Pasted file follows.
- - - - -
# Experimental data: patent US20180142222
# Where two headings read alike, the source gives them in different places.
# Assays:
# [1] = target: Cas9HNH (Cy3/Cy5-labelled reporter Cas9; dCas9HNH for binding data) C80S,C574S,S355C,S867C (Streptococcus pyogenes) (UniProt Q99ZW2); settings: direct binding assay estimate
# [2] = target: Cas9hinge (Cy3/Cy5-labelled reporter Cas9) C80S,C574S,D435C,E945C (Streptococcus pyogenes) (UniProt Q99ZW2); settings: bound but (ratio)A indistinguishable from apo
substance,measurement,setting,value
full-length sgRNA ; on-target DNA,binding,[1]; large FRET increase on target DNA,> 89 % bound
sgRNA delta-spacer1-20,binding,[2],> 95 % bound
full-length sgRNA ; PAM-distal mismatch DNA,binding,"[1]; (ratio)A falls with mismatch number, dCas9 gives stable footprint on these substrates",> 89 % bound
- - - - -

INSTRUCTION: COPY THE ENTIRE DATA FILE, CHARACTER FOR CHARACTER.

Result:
# Experimental data: patent US20180142222
# Where two headings read alike, the source gives them in different places.
# Assays:
# [1] = target: Cas9HNH (Cy3/Cy5-labelled reporter Cas9; dCas9HNH for binding data) C80S,C574S,S355C,S867C (Streptococcus pyogenes) (UniProt Q99ZW2); settings: direct binding assay estimate
# [2] = target: Cas9hinge (Cy3/Cy5-labelled reporter Cas9) C80S,C574S,D435C,E945C (Streptococcus pyogenes) (UniProt Q99ZW2); settings: bound but (ratio)A indistinguishable from apo
substance,measurement,setting,value
full-length sgRNA ; on-target DNA,binding,[1]; large FRET increase on target DNA,> 89 % bound
sgRNA delta-spacer1-20,binding,[2],> 95 % bound
full-length sgRNA ; PAM-distal mismatch DNA,binding,"[1]; (ratio)A falls with mismatch number, dCas9 gives stable footprint on these substrates",> 89 % bound